I have a D-link 600M router with a simple WPA2 password that got cracked. 60 Gb of data was downloaded (I think they downloaded torrent movies), which resulted in the renewal of my data plan. I searched for devices in the status of my WiFi router but found no results.

Is there is any way I can use forensic tools to find the devices which attached to my router? I'd like to know their MAC addresses to be able to catch the culprits.

Do WiFi routers log data about devices that are now disconnected? My router currently only shows those devices which are actively connected in the status window.

  • Do change your WiFi password right away. Also did the password have a lot of entropy, or was it a simple password? See also: xkcd.com/936 Nov 17 '16 at 20:21
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    The router probably recorded the MAC address - the MAC address will reveal the hardware of the network card, which might be a clue. On the other hand if you didn't configure any logging on your router, then the router won't have logged anything. GIGO
    – MCW
    Nov 17 '16 at 20:56
  • a little suggestion: if WDS is enabled on your router, you may think about disabling it, there are many examples in which routers/modems are compromised via WDS. Nov 16 '17 at 8:41
  • Don't forget to disable WPS. Not sure if that model vulnerable to reaver or pixie-dust attacks or known default PIN. These WPS attacks are far quicker / more likely than WPA password guessing. @JackSparrow - did you mean WPS?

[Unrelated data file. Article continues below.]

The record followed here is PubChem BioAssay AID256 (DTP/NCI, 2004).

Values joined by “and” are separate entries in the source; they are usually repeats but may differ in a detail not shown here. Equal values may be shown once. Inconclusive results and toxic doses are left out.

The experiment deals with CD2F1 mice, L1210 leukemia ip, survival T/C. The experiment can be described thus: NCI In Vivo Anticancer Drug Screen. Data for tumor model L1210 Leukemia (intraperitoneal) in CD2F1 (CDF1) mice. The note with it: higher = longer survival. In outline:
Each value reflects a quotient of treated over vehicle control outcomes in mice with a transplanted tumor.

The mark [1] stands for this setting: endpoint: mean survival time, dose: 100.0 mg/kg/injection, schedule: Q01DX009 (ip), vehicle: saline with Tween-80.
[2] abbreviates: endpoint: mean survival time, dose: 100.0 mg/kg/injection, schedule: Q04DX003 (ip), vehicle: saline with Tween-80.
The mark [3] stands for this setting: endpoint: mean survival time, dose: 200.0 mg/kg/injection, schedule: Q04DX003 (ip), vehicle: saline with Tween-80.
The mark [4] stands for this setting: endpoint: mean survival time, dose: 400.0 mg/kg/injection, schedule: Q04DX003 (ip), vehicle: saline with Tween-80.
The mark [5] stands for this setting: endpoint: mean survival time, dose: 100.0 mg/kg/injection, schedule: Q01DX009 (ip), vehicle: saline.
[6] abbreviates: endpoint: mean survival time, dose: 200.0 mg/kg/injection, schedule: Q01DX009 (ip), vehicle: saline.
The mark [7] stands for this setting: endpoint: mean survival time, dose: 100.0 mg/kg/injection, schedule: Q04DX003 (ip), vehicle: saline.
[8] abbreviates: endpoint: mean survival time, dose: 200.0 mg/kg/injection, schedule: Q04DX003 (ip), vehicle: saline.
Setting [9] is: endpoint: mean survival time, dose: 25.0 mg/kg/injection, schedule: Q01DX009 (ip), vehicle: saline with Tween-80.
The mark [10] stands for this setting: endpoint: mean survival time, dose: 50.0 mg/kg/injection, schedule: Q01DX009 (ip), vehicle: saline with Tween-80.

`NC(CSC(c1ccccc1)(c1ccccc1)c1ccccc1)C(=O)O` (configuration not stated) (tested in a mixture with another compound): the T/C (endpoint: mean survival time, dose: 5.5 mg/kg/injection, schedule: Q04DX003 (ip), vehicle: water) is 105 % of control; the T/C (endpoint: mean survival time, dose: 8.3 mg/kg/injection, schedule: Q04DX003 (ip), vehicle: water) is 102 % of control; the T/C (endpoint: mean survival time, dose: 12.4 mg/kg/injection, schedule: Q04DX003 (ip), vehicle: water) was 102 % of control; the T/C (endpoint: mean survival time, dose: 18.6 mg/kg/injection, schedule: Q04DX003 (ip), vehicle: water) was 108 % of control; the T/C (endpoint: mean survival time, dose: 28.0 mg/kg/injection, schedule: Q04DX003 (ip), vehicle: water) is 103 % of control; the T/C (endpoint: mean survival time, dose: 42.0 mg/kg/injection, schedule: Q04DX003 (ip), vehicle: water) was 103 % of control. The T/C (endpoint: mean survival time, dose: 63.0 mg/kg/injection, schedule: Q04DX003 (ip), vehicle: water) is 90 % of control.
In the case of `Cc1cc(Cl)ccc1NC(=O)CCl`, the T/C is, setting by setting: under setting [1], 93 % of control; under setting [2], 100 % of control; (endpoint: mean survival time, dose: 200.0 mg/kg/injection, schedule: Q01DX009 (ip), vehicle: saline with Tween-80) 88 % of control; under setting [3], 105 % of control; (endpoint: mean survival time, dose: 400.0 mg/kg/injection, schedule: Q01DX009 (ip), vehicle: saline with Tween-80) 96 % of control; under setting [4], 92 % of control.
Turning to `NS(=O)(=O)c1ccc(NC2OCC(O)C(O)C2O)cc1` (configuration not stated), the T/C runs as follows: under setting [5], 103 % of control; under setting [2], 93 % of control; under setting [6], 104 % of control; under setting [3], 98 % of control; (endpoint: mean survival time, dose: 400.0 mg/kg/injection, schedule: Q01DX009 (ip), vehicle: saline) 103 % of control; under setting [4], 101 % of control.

– MZB
    Dec 17 '17 at 14:37
  • @MZB Yes, I meant WPS but I think I was little confused when answered. Thanks for correction though. Dec 23 '17 at 6:39

You should be able to access their MAC address in the ARP table on the modem, but this have two problems:

  1. The MAC Address is easily spoofable, so this invalidates the the white/black list solutions.
  2. This model of modem has no way to consult the ARP table, so no way to know.

About the logs, it depends on the model, this is product baseed, so you should check the settings if it logs anything and if it's doing it.

Maybe you can try a ping sweep on you local network while they're using it. Or also handle/modify the DHCP so you assign/manage manually IPs, but this reduce functionality by a lot and still has some workarounds.


If you have a flat network, an arp -a on the systems on your network (if you have any) might give you the list of the connected devices to that system (if not too long ago and if they were probed).

You might also look at the logs of the systems for access.

If you want to invest a bit: get a cheap access point and a cheap system that is used as a sort of honeypot (f.e. a HoneyPi). Log and issue warnings.

  • This now makes a lot more sense. It's still a longshot, though.
    – schroeder
    Jun 25 at 10:03

I dont think the router will show which device was connected and even if it did it would only show MAC address and IP address. If you really want to restrict who can access your network use MAC address association.

See the guide here: Configure MAC filtering on D-Link

  • Routers do show device MACs, and the OP specifically asks for MACs, so saying that it would show a MAC is not a limitation ... And the question is not about protection, but detection.
    – schroeder
    Jun 25 at 9:10

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